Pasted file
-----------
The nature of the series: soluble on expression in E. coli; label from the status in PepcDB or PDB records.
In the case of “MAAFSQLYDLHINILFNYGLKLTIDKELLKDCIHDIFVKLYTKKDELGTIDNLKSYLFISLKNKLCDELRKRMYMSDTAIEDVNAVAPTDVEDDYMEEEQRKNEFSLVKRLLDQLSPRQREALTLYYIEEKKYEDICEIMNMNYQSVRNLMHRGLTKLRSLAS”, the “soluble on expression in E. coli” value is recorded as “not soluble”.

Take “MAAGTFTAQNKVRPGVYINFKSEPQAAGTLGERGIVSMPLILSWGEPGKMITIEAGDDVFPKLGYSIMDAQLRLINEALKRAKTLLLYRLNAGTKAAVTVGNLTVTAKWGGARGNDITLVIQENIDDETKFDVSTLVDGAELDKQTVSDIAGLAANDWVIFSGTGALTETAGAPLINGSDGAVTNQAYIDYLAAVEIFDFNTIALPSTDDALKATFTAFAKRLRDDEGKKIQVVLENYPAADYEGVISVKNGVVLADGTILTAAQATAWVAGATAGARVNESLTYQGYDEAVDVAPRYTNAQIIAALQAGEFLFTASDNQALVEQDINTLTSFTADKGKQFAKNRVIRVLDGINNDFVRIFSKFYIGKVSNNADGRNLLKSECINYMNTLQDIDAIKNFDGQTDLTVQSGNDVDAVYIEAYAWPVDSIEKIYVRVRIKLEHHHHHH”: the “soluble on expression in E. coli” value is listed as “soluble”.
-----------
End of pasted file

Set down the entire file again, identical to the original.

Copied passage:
The nature of the series: soluble on expression in E. coli; label from the status in PepcDB or PDB records.
In the case of “MAAFSQLYDLHINILFNYGLKLTIDKELLKDCIHDIFVKLYTKKDELGTIDNLKSYLFISLKNKLCDELRKRMYMSDTAIEDVNAVAPTDVEDDYMEEEQRKNEFSLVKRLLDQLSPRQREALTLYYIEEKKYEDICEIMNMNYQSVRNLMHRGLTKLRSLAS”, the “soluble on expression in E. coli” value is recorded as “not soluble”.

Take “MAAGTFTAQNKVRPGVYINFKSEPQAAGTLGERGIVSMPLILSWGEPGKMITIEAGDDVFPKLGYSIMDAQLRLINEALKRAKTLLLYRLNAGTKAAVTVGNLTVTAKWGGARGNDITLVIQENIDDETKFDVSTLVDGAELDKQTVSDIAGLAANDWVIFSGTGALTETAGAPLINGSDGAVTNQAYIDYLAAVEIFDFNTIALPSTDDALKATFTAFAKRLRDDEGKKIQVVLENYPAADYEGVISVKNGVVLADGTILTAAQATAWVAGATAGARVNESLTYQGYDEAVDVAPRYTNAQIIAALQAGEFLFTASDNQALVEQDINTLTSFTADKGKQFAKNRVIRVLDGINNDFVRIFSKFYIGKVSNNADGRNLLKSECINYMNTLQDIDAIKNFDGQTDLTVQSGNDVDAVYIEAYAWPVDSIEKIYVRVRIKLEHHHHHH”: the “soluble on expression in E. coli” value is listed as “soluble”.